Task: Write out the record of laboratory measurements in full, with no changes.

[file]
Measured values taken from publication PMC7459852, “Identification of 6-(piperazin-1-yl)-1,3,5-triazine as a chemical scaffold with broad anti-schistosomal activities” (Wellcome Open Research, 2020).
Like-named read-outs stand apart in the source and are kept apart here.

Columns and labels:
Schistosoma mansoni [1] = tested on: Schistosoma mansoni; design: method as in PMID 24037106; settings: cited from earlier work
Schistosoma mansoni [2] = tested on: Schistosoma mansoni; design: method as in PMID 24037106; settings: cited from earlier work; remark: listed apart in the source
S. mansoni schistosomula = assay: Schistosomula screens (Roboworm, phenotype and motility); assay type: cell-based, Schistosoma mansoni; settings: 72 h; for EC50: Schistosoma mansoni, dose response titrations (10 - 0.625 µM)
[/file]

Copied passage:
Measured values taken from publication PMC7459852, “Identification of 6-(piperazin-1-yl)-1,3,5-triazine as a chemical scaffold with broad anti-schistosomal activities” (Wellcome Open Research, 2020).
Like-named read-outs stand apart in the source and are kept apart here.

Columns and labels:
Schistosoma mansoni [1] = tested on: Schistosoma mansoni; design: method as in PMID 24037106; settings: cited from earlier work
Schistosoma mansoni [2] = tested on: Schistosoma mansoni; design: method as in PMID 24037106; settings: cited from earlier work; remark: listed apart in the source
S. mansoni schistosomula = assay: Schistosomula screens (Roboworm, phenotype and motility); assay type: cell-based, Schistosoma mansoni; settings: 72 h; for EC50: Schistosoma mansoni, dose response titrations (10 - 0.625 µM)